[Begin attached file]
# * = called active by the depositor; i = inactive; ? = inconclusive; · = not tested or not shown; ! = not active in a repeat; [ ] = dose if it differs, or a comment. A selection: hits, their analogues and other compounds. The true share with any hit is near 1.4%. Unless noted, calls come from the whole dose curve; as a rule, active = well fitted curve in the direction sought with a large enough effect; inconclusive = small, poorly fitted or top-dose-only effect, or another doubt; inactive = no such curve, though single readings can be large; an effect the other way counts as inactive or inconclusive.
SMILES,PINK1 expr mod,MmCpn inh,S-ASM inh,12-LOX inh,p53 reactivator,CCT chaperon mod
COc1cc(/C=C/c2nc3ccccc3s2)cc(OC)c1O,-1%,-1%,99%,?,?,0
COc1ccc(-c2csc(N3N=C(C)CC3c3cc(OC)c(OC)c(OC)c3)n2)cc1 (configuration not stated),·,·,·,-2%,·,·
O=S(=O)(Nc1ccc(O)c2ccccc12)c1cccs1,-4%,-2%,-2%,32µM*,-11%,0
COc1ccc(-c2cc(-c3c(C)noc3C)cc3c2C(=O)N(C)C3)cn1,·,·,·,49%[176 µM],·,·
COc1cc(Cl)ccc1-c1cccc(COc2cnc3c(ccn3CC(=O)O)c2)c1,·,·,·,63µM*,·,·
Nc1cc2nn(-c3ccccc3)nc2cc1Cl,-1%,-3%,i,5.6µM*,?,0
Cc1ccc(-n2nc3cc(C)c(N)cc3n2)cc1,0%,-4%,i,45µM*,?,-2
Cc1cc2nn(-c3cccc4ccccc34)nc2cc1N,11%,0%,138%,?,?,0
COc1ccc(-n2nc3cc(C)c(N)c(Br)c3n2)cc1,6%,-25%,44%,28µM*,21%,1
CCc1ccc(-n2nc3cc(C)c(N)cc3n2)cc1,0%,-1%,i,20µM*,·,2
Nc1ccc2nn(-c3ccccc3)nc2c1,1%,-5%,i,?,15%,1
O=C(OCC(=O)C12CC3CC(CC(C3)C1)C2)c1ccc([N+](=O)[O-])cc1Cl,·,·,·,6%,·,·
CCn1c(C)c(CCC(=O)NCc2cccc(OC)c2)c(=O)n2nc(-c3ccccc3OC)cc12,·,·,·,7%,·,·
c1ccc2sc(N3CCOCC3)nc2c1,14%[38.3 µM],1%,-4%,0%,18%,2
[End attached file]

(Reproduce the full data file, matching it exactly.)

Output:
# * = called active by the depositor; i = inactive; ? = inconclusive; · = not tested or not shown; ! = not active in a repeat; [ ] = dose if it differs, or a comment. A selection: hits, their analogues and other compounds. The true share with any hit is near 1.4%. Unless noted, calls come from the whole dose curve; as a rule, active = well fitted curve in the direction sought with a large enough effect; inconclusive = small, poorly fitted or top-dose-only effect, or another doubt; inactive = no such curve, though single readings can be large; an effect the other way counts as inactive or inconclusive.
SMILES,PINK1 expr mod,MmCpn inh,S-ASM inh,12-LOX inh,p53 reactivator,CCT chaperon mod
COc1cc(/C=C/c2nc3ccccc3s2)cc(OC)c1O,-1%,-1%,99%,?,?,0
COc1ccc(-c2csc(N3N=C(C)CC3c3cc(OC)c(OC)c(OC)c3)n2)cc1 (configuration not stated),·,·,·,-2%,·,·
O=S(=O)(Nc1ccc(O)c2ccccc12)c1cccs1,-4%,-2%,-2%,32µM*,-11%,0
COc1ccc(-c2cc(-c3c(C)noc3C)cc3c2C(=O)N(C)C3)cn1,·,·,·,49%[176 µM],·,·
COc1cc(Cl)ccc1-c1cccc(COc2cnc3c(ccn3CC(=O)O)c2)c1,·,·,·,63µM*,·,·
Nc1cc2nn(-c3ccccc3)nc2cc1Cl,-1%,-3%,i,5.6µM*,?,0
Cc1ccc(-n2nc3cc(C)c(N)cc3n2)cc1,0%,-4%,i,45µM*,?,-2
Cc1cc2nn(-c3cccc4ccccc34)nc2cc1N,11%,0%,138%,?,?,0
COc1ccc(-n2nc3cc(C)c(N)c(Br)c3n2)cc1,6%,-25%,44%,28µM*,21%,1
CCc1ccc(-n2nc3cc(C)c(N)cc3n2)cc1,0%,-1%,i,20µM*,·,2
Nc1ccc2nn(-c3ccccc3)nc2c1,1%,-5%,i,?,15%,1
O=C(OCC(=O)C12CC3CC(CC(C3)C1)C2)c1ccc([N+](=O)[O-])cc1Cl,·,·,·,6%,·,·
CCn1c(C)c(CCC(=O)NCc2cccc(OC)c2)c(=O)n2nc(-c3ccccc3OC)cc12,·,·,·,7%,·,·
c1ccc2sc(N3CCOCC3)nc2c1,14%[38.3 µM],1%,-4%,0%,18%,2